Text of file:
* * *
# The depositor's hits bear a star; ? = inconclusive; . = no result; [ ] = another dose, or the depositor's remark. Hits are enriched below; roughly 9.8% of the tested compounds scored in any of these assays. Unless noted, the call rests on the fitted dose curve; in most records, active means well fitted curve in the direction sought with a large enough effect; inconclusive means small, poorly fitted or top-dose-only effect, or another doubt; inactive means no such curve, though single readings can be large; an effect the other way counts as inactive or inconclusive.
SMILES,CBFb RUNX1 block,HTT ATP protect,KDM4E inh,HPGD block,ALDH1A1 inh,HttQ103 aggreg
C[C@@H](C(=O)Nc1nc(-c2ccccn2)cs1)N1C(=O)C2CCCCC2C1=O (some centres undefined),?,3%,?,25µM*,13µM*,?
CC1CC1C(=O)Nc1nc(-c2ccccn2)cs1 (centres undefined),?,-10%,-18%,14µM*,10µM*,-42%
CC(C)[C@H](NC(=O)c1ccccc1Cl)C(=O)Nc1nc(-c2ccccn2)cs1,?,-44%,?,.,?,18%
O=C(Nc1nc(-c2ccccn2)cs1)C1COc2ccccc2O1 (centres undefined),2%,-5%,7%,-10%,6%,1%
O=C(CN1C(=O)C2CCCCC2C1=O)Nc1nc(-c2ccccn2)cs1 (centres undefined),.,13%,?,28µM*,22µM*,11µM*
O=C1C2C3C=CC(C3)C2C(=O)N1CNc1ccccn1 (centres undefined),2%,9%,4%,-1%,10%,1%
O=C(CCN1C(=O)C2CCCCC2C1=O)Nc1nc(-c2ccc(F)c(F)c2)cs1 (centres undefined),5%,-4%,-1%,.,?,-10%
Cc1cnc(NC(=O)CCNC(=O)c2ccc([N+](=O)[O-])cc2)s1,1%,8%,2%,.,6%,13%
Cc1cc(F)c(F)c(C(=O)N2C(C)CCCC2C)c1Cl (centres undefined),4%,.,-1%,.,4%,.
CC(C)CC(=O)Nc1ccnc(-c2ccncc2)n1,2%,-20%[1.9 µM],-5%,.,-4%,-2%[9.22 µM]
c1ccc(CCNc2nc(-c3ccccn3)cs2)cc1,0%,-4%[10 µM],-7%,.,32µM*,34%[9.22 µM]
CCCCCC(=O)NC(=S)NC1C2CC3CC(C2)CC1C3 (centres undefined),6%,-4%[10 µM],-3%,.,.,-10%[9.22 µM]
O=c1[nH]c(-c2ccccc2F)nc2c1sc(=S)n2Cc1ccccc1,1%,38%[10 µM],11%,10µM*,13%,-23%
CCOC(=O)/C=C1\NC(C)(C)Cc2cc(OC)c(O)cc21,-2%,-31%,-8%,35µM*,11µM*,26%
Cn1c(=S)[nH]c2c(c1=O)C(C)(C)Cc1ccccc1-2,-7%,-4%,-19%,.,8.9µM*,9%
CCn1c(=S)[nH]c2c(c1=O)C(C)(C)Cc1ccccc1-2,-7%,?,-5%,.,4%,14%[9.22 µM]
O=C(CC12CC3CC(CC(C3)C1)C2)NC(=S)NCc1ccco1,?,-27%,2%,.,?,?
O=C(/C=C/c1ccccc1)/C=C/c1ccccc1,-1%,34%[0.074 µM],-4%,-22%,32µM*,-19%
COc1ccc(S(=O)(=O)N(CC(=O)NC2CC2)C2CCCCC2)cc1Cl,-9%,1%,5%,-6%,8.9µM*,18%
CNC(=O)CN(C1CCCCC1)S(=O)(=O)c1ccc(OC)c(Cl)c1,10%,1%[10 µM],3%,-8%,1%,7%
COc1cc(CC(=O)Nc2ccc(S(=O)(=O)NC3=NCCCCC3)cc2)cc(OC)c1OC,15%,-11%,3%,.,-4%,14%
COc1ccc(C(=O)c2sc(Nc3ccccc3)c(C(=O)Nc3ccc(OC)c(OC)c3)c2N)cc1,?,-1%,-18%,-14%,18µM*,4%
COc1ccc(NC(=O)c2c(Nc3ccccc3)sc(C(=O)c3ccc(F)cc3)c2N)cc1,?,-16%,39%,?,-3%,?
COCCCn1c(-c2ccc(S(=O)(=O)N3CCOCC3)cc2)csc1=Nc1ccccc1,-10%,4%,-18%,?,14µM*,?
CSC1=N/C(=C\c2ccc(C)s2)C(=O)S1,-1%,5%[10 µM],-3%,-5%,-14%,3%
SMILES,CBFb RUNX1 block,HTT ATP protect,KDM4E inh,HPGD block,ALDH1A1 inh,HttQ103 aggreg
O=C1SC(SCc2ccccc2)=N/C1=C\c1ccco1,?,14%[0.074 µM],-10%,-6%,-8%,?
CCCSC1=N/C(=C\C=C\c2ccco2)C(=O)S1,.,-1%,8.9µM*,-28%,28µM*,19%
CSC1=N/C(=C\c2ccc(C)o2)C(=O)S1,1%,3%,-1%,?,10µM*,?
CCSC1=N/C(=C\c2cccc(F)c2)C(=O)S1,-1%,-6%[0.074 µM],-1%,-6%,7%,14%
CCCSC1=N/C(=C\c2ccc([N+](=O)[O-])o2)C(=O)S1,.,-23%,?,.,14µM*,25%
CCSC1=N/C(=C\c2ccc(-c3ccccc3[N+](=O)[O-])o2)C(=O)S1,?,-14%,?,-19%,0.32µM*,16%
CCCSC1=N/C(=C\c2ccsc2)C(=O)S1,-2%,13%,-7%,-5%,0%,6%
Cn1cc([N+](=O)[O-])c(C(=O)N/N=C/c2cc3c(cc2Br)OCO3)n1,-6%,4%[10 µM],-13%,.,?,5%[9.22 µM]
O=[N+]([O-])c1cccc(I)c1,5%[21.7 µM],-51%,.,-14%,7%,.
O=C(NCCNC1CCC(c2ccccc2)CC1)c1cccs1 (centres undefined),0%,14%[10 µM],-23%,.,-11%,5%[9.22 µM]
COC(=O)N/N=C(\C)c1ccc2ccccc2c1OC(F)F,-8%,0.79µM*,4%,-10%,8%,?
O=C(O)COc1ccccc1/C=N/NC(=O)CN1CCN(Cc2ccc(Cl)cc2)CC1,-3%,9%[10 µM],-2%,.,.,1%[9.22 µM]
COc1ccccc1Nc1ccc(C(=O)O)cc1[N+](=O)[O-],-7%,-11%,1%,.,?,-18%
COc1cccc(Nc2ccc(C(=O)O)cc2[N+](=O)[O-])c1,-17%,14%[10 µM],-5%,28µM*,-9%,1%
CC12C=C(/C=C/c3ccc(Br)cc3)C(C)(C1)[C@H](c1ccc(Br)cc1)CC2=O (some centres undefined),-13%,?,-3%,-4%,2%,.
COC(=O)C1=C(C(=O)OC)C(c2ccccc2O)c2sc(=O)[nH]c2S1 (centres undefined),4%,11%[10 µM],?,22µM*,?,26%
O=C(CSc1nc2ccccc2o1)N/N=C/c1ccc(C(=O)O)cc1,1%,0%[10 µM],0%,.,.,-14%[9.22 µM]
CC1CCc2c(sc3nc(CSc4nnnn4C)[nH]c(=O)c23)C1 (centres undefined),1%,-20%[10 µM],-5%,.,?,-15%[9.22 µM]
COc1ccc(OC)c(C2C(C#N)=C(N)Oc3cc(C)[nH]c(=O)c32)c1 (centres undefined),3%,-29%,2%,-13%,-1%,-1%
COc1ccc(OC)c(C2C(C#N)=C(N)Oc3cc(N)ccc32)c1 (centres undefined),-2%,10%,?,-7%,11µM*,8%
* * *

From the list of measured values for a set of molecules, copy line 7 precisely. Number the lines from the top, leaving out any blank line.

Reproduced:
O=C(CN1C(=O)C2CCCCC2C1=O)Nc1nc(-c2ccccn2)cs1 (centres undefined),.,13%,?,28µM*,22µM*,11µM*